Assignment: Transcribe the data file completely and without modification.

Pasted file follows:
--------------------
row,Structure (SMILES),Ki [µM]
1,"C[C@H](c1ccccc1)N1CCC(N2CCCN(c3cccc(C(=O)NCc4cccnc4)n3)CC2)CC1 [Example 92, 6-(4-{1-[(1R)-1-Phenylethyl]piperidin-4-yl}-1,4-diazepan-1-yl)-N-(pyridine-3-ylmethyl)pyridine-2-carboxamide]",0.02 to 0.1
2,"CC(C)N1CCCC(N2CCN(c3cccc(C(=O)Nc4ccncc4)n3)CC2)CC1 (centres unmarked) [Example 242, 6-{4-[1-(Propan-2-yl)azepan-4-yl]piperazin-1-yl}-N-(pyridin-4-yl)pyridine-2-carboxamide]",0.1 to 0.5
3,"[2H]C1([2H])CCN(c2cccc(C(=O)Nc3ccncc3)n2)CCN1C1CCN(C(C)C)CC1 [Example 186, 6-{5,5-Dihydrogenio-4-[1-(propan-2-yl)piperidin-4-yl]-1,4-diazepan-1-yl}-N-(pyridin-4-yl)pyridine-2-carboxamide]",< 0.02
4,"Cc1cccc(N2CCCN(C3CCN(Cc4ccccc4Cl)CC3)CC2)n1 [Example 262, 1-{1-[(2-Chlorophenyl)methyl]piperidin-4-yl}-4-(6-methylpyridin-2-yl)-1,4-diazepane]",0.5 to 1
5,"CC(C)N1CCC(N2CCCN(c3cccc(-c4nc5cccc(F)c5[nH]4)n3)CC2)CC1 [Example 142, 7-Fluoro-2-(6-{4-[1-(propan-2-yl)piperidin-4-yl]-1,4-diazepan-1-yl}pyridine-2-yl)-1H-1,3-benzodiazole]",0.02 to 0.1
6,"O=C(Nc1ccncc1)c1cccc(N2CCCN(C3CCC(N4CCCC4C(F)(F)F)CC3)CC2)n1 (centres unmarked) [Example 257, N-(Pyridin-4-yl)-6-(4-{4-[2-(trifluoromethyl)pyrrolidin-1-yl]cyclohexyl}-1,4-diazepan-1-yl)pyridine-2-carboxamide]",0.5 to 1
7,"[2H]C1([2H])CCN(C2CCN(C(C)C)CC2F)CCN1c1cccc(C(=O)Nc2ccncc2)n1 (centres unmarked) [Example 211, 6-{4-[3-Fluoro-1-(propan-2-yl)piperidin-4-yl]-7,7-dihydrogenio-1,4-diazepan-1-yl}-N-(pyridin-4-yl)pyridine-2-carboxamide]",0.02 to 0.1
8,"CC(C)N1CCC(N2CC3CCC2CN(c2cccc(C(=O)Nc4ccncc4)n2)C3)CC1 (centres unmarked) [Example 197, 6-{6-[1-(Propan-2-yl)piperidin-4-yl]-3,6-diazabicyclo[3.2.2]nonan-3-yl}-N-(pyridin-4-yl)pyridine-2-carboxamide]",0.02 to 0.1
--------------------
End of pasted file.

row,Structure (SMILES),Ki [µM]
1,"C[C@H](c1ccccc1)N1CCC(N2CCCN(c3cccc(C(=O)NCc4cccnc4)n3)CC2)CC1 [Example 92, 6-(4-{1-[(1R)-1-Phenylethyl]piperidin-4-yl}-1,4-diazepan-1-yl)-N-(pyridine-3-ylmethyl)pyridine-2-carboxamide]",0.02 to 0.1
2,"CC(C)N1CCCC(N2CCN(c3cccc(C(=O)Nc4ccncc4)n3)CC2)CC1 (centres unmarked) [Example 242, 6-{4-[1-(Propan-2-yl)azepan-4-yl]piperazin-1-yl}-N-(pyridin-4-yl)pyridine-2-carboxamide]",0.1 to 0.5
3,"[2H]C1([2H])CCN(c2cccc(C(=O)Nc3ccncc3)n2)CCN1C1CCN(C(C)C)CC1 [Example 186, 6-{5,5-Dihydrogenio-4-[1-(propan-2-yl)piperidin-4-yl]-1,4-diazepan-1-yl}-N-(pyridin-4-yl)pyridine-2-carboxamide]",< 0.02
4,"Cc1cccc(N2CCCN(C3CCN(Cc4ccccc4Cl)CC3)CC2)n1 [Example 262, 1-{1-[(2-Chlorophenyl)methyl]piperidin-4-yl}-4-(6-methylpyridin-2-yl)-1,4-diazepane]",0.5 to 1
5,"CC(C)N1CCC(N2CCCN(c3cccc(-c4nc5cccc(F)c5[nH]4)n3)CC2)CC1 [Example 142, 7-Fluoro-2-(6-{4-[1-(propan-2-yl)piperidin-4-yl]-1,4-diazepan-1-yl}pyridine-2-yl)-1H-1,3-benzodiazole]",0.02 to 0.1
6,"O=C(Nc1ccncc1)c1cccc(N2CCCN(C3CCC(N4CCCC4C(F)(F)F)CC3)CC2)n1 (centres unmarked) [Example 257, N-(Pyridin-4-yl)-6-(4-{4-[2-(trifluoromethyl)pyrrolidin-1-yl]cyclohexyl}-1,4-diazepan-1-yl)pyridine-2-carboxamide]",0.5 to 1
7,"[2H]C1([2H])CCN(C2CCN(C(C)C)CC2F)CCN1c1cccc(C(=O)Nc2ccncc2)n1 (centres unmarked) [Example 211, 6-{4-[3-Fluoro-1-(propan-2-yl)piperidin-4-yl]-7,7-dihydrogenio-1,4-diazepan-1-yl}-N-(pyridin-4-yl)pyridine-2-carboxamide]",0.02 to 0.1
8,"CC(C)N1CCC(N2CC3CCC2CN(c2cccc(C(=O)Nc4ccncc4)n2)C3)CC1 (centres unmarked) [Example 197, 6-{6-[1-(Propan-2-yl)piperidin-4-yl]-3,6-diazabicyclo[3.2.2]nonan-3-yl}-N-(pyridin-4-yl)pyridine-2-carboxamide]",0.02 to 0.1